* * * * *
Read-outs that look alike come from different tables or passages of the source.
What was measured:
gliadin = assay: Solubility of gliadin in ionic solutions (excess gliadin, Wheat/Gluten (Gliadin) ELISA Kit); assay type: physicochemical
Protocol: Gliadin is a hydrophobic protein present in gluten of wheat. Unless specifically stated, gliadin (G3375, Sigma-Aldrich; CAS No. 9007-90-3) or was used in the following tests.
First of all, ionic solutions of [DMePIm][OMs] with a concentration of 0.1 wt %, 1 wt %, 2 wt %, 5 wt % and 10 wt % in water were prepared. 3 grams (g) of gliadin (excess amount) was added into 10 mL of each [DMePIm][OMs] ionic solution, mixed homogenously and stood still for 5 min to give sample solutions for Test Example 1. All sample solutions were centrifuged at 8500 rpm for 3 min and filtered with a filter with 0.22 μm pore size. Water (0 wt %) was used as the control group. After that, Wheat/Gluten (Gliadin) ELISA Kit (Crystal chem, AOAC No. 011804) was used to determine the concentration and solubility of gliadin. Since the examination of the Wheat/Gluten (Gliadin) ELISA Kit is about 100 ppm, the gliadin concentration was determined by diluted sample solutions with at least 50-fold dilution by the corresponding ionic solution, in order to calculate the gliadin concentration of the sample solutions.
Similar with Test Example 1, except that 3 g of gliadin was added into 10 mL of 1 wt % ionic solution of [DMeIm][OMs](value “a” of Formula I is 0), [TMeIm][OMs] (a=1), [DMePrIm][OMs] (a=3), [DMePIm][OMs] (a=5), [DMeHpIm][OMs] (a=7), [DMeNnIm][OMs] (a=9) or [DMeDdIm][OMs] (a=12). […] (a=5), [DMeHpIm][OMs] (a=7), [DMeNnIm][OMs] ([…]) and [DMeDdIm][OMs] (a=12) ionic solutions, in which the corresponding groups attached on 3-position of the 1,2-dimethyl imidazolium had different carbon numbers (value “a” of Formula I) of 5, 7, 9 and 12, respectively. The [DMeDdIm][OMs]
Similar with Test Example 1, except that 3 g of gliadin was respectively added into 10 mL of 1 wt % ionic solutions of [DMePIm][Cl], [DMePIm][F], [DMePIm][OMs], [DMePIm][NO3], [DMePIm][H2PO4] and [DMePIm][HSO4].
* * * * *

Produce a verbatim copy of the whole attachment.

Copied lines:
Read-outs that look alike come from different tables or passages of the source.
What was measured:
gliadin = assay: Solubility of gliadin in ionic solutions (excess gliadin, Wheat/Gluten (Gliadin) ELISA Kit); assay type: physicochemical
Protocol: Gliadin is a hydrophobic protein present in gluten of wheat. Unless specifically stated, gliadin (G3375, Sigma-Aldrich; CAS No. 9007-90-3) or was used in the following tests.
First of all, ionic solutions of [DMePIm][OMs] with a concentration of 0.1 wt %, 1 wt %, 2 wt %, 5 wt % and 10 wt % in water were prepared. 3 grams (g) of gliadin (excess amount) was added into 10 mL of each [DMePIm][OMs] ionic solution, mixed homogenously and stood still for 5 min to give sample solutions for Test Example 1. All sample solutions were centrifuged at 8500 rpm for 3 min and filtered with a filter with 0.22 μm pore size. Water (0 wt %) was used as the control group. After that, Wheat/Gluten (Gliadin) ELISA Kit (Crystal chem, AOAC No. 011804) was used to determine the concentration and solubility of gliadin. Since the examination of the Wheat/Gluten (Gliadin) ELISA Kit is about 100 ppm, the gliadin concentration was determined by diluted sample solutions with at least 50-fold dilution by the corresponding ionic solution, in order to calculate the gliadin concentration of the sample solutions.
Similar with Test Example 1, except that 3 g of gliadin was added into 10 mL of 1 wt % ionic solution of [DMeIm][OMs](value “a” of Formula I is 0), [TMeIm][OMs] (a=1), [DMePrIm][OMs] (a=3), [DMePIm][OMs] (a=5), [DMeHpIm][OMs] (a=7), [DMeNnIm][OMs] (a=9) or [DMeDdIm][OMs] (a=12). […] (a=5), [DMeHpIm][OMs] (a=7), [DMeNnIm][OMs] ([…]) and [DMeDdIm][OMs] (a=12) ionic solutions, in which the corresponding groups attached on 3-position of the 1,2-dimethyl imidazolium had different carbon numbers (value “a” of Formula I) of 5, 7, 9 and 12, respectively. The [DMeDdIm][OMs]
Similar with Test Example 1, except that 3 g of gliadin was respectively added into 10 mL of 1 wt % ionic solutions of [DMePIm][Cl], [DMePIm][F], [DMePIm][OMs], [DMePIm][NO3], [DMePIm][H2PO4] and [DMePIm][HSO4].